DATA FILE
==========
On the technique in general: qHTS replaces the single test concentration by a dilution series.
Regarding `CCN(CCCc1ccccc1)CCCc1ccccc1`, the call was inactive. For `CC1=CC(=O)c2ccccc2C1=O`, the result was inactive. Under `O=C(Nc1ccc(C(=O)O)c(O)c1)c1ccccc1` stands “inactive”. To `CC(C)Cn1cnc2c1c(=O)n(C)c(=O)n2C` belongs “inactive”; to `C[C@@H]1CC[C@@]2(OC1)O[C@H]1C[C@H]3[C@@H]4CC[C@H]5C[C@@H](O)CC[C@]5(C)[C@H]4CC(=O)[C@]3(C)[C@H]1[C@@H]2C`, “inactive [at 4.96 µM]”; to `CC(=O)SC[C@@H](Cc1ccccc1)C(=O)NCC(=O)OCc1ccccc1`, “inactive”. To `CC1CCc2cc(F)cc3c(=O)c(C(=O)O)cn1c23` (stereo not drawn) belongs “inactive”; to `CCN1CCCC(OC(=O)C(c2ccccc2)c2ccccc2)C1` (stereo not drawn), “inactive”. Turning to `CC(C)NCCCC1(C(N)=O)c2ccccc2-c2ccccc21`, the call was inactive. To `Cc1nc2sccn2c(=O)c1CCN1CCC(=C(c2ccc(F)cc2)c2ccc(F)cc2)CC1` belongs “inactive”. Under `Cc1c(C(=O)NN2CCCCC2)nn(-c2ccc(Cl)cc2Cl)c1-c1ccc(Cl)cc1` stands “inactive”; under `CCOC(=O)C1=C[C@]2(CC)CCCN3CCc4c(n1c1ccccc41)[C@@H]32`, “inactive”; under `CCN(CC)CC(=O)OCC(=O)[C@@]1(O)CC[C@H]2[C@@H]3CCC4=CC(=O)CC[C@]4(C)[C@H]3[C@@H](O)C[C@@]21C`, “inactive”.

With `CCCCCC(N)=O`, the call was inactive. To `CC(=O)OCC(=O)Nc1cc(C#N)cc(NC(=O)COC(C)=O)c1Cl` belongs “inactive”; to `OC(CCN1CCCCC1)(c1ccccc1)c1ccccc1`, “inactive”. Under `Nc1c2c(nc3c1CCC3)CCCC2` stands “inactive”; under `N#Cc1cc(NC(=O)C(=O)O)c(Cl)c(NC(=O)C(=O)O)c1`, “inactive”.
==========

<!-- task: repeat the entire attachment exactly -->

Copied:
On the technique in general: qHTS replaces the single test concentration by a dilution series.
Regarding `CCN(CCCc1ccccc1)CCCc1ccccc1`, the call was inactive. For `CC1=CC(=O)c2ccccc2C1=O`, the result was inactive. Under `O=C(Nc1ccc(C(=O)O)c(O)c1)c1ccccc1` stands “inactive”. To `CC(C)Cn1cnc2c1c(=O)n(C)c(=O)n2C` belongs “inactive”; to `C[C@@H]1CC[C@@]2(OC1)O[C@H]1C[C@H]3[C@@H]4CC[C@H]5C[C@@H](O)CC[C@]5(C)[C@H]4CC(=O)[C@]3(C)[C@H]1[C@@H]2C`, “inactive [at 4.96 µM]”; to `CC(=O)SC[C@@H](Cc1ccccc1)C(=O)NCC(=O)OCc1ccccc1`, “inactive”. To `CC1CCc2cc(F)cc3c(=O)c(C(=O)O)cn1c23` (stereo not drawn) belongs “inactive”; to `CCN1CCCC(OC(=O)C(c2ccccc2)c2ccccc2)C1` (stereo not drawn), “inactive”. Turning to `CC(C)NCCCC1(C(N)=O)c2ccccc2-c2ccccc21`, the call was inactive. To `Cc1nc2sccn2c(=O)c1CCN1CCC(=C(c2ccc(F)cc2)c2ccc(F)cc2)CC1` belongs “inactive”. Under `Cc1c(C(=O)NN2CCCCC2)nn(-c2ccc(Cl)cc2Cl)c1-c1ccc(Cl)cc1` stands “inactive”; under `CCOC(=O)C1=C[C@]2(CC)CCCN3CCc4c(n1c1ccccc41)[C@@H]32`, “inactive”; under `CCN(CC)CC(=O)OCC(=O)[C@@]1(O)CC[C@H]2[C@@H]3CCC4=CC(=O)CC[C@]4(C)[C@H]3[C@@H](O)C[C@@]21C`, “inactive”.

With `CCCCCC(N)=O`, the call was inactive. To `CC(=O)OCC(=O)Nc1cc(C#N)cc(NC(=O)COC(C)=O)c1Cl` belongs “inactive”; to `OC(CCN1CCCCC1)(c1ccccc1)c1ccccc1`, “inactive”. Under `Nc1c2c(nc3c1CCC3)CCCC2` stands “inactive”; under `N#Cc1cc(NC(=O)C(=O)O)c(Cl)c(NC(=O)C(=O)O)c1`, “inactive”.